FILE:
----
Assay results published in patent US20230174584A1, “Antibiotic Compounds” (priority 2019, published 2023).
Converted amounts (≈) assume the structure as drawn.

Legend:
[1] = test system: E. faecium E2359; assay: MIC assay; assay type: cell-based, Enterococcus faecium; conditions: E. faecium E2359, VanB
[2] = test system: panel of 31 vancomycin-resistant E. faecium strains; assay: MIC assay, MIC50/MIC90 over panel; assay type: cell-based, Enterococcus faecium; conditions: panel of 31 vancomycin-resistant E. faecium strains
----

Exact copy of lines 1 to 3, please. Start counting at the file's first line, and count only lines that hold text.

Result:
Assay results published in patent US20230174584A1, “Antibiotic Compounds” (priority 2019, published 2023).
Converted amounts (≈) assume the structure as drawn.

Legend: